Trees and arborists

A pair of arborists spent the day on my street working on an enormous old tree.  There were ropes, harnesses, helmets, assorted saws and other tools involved.  There were also spectators, ranging in age from 2 1/2 to 98.

I’m not sure exactly what the allure was for my various neighbors, but what kept me watching throughout the day from my desk was that these two moved around, up and down the trunk of the tree, in amongst the trimmed branches, on and off the truck bed with vitality.  I realized that it’s not very often that I see vitality on people in the context of their work.

I was reminded of the one thing that stayed with me from my high school biology class. At the very beginning, we were charged with coming up with a way to describe the difference between things that are alive and things that are not.  There was a definition our teacher was after, which few of us arrived at, but we all discovered that the identifying features of life are tricky to articulate.  I found myself in a similar inquiry this afternoon as I watched the tree folks at work.  What was it that made them seem so alive, so much more alive than many of us seem most of the time?  Was it the way they were moving?  The way they were moving in relation to each other, and to other things?  The expressions on their faces?  The tone of their voices?

I eventually found myself thinking that maybe vitality is one of those things that eludes description.  You just know it when you see it.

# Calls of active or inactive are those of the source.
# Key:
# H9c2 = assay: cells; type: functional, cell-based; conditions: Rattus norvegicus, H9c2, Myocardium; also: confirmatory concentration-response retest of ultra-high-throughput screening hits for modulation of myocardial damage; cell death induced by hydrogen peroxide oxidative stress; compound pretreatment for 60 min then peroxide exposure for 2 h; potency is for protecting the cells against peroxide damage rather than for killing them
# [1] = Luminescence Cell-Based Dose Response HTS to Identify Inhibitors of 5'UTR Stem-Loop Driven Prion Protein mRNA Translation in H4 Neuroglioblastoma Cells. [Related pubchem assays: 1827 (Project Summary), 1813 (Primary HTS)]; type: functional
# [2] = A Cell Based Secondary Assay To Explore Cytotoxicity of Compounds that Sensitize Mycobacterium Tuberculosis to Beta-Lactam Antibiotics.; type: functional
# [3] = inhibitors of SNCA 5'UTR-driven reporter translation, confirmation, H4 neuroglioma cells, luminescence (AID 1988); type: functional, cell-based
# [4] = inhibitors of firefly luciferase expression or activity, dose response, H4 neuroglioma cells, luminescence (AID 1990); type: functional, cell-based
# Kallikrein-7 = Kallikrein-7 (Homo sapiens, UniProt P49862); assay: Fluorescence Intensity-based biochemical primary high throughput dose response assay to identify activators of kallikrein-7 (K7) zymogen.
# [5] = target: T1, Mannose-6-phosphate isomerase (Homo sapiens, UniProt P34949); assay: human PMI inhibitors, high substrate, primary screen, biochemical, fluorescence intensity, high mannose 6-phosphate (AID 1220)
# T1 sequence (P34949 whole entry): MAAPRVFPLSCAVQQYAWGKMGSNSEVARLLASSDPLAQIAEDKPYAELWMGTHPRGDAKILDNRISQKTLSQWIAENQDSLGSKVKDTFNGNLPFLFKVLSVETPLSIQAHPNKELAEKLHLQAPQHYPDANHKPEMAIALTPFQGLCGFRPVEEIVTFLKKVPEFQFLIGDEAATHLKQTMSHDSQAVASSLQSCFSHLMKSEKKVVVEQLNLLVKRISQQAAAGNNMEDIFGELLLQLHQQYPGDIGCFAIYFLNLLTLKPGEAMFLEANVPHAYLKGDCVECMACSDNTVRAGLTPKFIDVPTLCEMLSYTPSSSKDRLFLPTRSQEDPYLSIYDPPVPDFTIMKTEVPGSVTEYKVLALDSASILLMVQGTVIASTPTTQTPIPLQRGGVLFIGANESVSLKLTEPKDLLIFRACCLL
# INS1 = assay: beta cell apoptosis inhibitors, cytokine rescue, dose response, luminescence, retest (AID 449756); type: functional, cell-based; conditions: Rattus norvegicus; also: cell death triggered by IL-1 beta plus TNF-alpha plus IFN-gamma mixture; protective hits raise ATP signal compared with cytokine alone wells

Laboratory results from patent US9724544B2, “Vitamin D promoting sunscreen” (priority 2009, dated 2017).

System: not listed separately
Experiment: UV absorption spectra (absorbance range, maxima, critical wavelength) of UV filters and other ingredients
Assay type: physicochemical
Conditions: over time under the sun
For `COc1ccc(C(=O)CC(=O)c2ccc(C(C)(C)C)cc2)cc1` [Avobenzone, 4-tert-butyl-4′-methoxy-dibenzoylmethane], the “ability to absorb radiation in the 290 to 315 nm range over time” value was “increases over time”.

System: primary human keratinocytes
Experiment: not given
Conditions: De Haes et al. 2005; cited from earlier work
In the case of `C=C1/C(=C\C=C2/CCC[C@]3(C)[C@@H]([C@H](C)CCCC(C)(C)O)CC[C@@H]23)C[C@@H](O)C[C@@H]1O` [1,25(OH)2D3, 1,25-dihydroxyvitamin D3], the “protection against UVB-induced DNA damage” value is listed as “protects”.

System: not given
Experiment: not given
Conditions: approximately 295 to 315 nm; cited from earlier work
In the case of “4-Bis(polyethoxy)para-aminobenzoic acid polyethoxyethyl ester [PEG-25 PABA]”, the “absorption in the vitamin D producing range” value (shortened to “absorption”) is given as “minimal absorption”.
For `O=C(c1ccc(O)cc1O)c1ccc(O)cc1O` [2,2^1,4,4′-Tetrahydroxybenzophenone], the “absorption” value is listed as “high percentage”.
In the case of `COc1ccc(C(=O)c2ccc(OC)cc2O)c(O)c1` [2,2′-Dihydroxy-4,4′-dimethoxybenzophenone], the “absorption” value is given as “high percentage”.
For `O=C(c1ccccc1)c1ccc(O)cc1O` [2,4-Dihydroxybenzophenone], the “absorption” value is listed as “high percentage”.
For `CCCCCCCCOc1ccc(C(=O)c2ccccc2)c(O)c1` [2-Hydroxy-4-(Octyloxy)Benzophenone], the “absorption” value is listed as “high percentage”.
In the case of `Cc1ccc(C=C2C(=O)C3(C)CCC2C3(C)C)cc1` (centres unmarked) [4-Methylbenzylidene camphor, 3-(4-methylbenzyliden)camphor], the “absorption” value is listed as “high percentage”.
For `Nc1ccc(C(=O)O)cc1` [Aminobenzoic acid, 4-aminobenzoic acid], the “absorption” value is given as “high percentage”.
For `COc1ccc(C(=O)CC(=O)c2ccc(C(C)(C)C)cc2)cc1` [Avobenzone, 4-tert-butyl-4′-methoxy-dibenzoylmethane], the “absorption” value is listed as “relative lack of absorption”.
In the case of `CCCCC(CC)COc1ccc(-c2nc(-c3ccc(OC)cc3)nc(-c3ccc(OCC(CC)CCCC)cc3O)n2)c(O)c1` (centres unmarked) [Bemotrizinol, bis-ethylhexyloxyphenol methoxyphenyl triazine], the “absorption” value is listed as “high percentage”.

It’s also certainly something we could use an awful lot more of.

The arborists finished their day at 8:00 as dark descended, twelve and a half hours after they arrived.  As the trucks pulled away I wondered what might change if we put as much emphasis on preparing kids for lives of vitality as we strive to prepare them for lives of employability.  What would it mean for our collective physical, emotional, and intellectual health?

And might it actually lay a more sustainable generative groundwork for the outcomes – things like happiness, safety, health, comfort – that inspire our commitment to employability?

2 Responses

  1. Lilian Katz writes about “dispositions” and vitality surely is one we’d like children to keep. Many of the best dispositions are inborn, but we “civilize” them out of the children…

    I’ve been thinking about “agency”. As I started reading recent Reggio Emilia materials I came across the word carrying, for me, a new meaning, and now it pops up all the time…. agency being that disposition that says, “I can get this thing done”. Babies are chockfull of it, but after a while much has dissipated in most children. I’m sure that it was agency that got me into the little bit of trouble with grownups that I experienced very young…. I just wasn’t docile enough to suit them.

    If you’ve thought about agency (in these terms or others) I’d love to hear.


  2. Oh I so love this post! In the sea of daily anxieties and logistics it’s so helpful to have guideposts like this, reminders of what we’re aiming for.

    It’s not to know this or that, not for our son to learn this or that or to meet X or Y benchmark. It’s THIS vitality that you’re describing. It’s THIS that we want for ourselves most days.

    So well captured in this one scene with the arborists and the tree. And wonderful too the image of people drawn to watch it, like a wonderful story unfolding. I like to think the tree felt cared for too in all this but I might be anthropomorphizing just a bit!

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